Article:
Friday, 5 June 2015

Mike White

Mike White died yesterday. 

Mike had cancer and talked very openly about his experiences and treatment over this last year, and until the last few weeks, had kept a blog which shared some of his reflections and the gritty realities of living with cancer. If you haven’t read it, it’s compelling stuff and can be found by clicking on the lantern procession below.

I first met Mike when I worked for the NHS in Public Mental Health and was looking for ways to strategically embed the arts in my work across North Lancashire and Cumbria. I’d heard about him on the grapevine and was thrilled when he agreed to be part of a steering group up that I sat on, that was planning an arts and health conference in Carlise in 2001. It seemed we were very different creatures, me all nervy and on the brink of histrionics and Mike - well - consistently calm, considered and so, so gentle. The conference was sold out and he was a great hit. Having been closely involved in the recent planning and completion of the Angel of the North in Gateshead, Mike had a certain mainstream arts cachet too!

Our second meeting was over in Dublin in 2004 shortly after I’d left the South West, where I’d been developing Arts for Health Cornwall, and was about to take up my position at MMU. This time, we met quietly and had time to discuss the growing international movement that we were part of and the characters that peppered it - some born of vision and committed to social change - and those shadowy figures, pursuing the market-driven dark-arts! He was candid and we enjoyed long conversations - his vast experience helping me navigate the fraught new arena that I was entering.

We met regularly and informally many times over the intervening years, but rather bizarrely, it was our time spent in Australia as the guest of Margret Meagher, that cemented our friendship. In 2009 her first International Arts and Health Conference, some 10,500 miles away from the northern climbs of England, brought Mike and I together in a way that we’d repeat almost annually up until last November. I have so many grand memories of his complete professionalism (what an ambassador for this field!) and his mischievousness - and his wonderful and always appropriate use of expletives! Walking back to hotels from conference venues in the heat of day and the dead of night, became a regular thing for us.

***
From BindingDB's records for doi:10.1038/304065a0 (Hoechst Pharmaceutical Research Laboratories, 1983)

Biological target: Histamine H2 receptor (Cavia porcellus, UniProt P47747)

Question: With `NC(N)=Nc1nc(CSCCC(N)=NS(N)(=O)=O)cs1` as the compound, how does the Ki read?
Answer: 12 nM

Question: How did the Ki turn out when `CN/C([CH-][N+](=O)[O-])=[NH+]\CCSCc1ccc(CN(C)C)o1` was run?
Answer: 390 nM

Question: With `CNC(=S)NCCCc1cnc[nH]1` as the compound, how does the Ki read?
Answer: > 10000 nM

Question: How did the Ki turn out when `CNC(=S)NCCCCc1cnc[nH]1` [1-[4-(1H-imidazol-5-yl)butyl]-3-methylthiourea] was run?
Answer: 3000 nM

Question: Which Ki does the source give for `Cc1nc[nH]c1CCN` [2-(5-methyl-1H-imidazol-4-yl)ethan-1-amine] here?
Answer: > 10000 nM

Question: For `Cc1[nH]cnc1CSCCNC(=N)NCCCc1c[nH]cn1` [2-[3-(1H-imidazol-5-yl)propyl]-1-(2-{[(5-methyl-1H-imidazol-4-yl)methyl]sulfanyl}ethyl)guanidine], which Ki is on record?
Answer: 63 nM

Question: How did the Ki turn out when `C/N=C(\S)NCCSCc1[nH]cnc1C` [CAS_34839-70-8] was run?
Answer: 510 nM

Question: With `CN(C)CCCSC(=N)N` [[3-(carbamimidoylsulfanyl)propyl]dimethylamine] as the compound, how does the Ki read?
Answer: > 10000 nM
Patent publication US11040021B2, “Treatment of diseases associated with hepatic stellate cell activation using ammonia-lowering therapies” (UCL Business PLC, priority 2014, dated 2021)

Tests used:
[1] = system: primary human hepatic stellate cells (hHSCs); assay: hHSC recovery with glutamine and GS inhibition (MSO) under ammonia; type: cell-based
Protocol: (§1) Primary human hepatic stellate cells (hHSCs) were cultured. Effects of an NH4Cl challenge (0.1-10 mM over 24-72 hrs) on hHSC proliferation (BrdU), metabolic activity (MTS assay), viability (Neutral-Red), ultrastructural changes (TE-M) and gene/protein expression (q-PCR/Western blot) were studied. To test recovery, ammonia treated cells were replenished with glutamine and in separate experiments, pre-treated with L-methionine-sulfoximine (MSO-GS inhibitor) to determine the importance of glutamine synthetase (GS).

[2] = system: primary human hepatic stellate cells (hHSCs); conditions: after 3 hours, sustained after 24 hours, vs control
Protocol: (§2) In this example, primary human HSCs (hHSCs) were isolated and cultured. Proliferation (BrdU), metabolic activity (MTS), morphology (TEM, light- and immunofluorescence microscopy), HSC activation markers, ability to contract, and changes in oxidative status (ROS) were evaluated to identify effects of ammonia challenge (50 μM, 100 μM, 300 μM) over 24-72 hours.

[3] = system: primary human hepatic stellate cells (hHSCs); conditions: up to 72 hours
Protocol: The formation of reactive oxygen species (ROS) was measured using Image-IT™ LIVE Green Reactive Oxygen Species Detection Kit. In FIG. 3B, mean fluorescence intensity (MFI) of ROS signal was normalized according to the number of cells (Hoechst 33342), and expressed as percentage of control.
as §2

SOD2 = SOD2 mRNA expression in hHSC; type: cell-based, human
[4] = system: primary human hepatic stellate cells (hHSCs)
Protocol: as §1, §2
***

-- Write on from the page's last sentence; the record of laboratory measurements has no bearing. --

As members of the National Alliance for Arts and Health we did meet on UK soil, but it was the intimacy of time in Australia and his regular Critical Mass events that really got us thinking and acting as a wider community of interest. Mike regularly brought people together and effortlessly facilitated conversations on small and large scales and his Critical Mass events brought people around the globe together to actively peruse inquiries and develop practice. From these extended conversations sprang global friendships and some serious collaborative work.

Only last year and in the middle of his cancer treatment, did Mike come over to MMU to give us a suitably mischievous - but completely serious presentation - which he called - Randomised Thoughts, Controlled Ramblings and a few Trialised Thoughts! Exhausted from his cross-Pennine foray to the Manchester School of Art, Mike blew us away and opened his presentation with a booming youtube film of Psycho Killer by the Talking Heads, conjoining his early work by way of Welfare State International to the possibilities of generating new traditions - and sharing a wonderful anecdote about meeting the woman he would marry - and her slightly tipsy rendition of Psycho Killer to a nightclub full of people. Mike couldn’t half tell a quirky story.

Imploring us to share something of the spiritus mundi, Mike framed much of his presentation in David Byrne’s ‘slow dawning insight about creation,’ that 'context is everything.' Urging us to consider Bevan’s collective commitment to social habits and offering the best we can give to society, he subverted the context of health and safety from authoritative and risk-averse control, to caring for each other. His own work illustrated perfectly how investing in children and young people reaps dividends in generational change, not least in creating young researchers who inform new ways of thinking, being and doing.

Author of the seminal work in arts and community health “...A Social Tonic’, Mike remained committed to the principles of the Welfare State and a believer that creativity, culture and the arts were central to flourishing communities. His generosity imbued all he did with warmth, typified in those celebratory and conversational events he so often hosted.

Outside our community of arts/health, I often describe the positive working relationships that emerge from shared beliefs and vision, and how once a full moon, these spill over into real and deeper friendships. I’m proud to have had Mike’s friendship and wonder who I will look up to now? Always following in his footsteps, I will remember him as a man of superb intelligence - a knowledge born of experience - hysterically funny, warm and with the deepest integrity. A record-collector extraordinaire, a family man and a free-thinker. We will carry forward your ideas, but will miss your presence Mike White.

Post Script
We all have a gnawing anxiety about the eternity that stretches in front of us, and to a lesser extent, that which preceded our conception. I suppose that’s where religion offers some people comfort. For me it’s comforting to know that a billion, billion lives have lived and loved and thought and breathed-in all that is before (this here and now), and infinite moments will happen for unquantifiable lives to come. I wonder if we can take comfort in the earth and the sky and this simple privilege of our temporary existence? 

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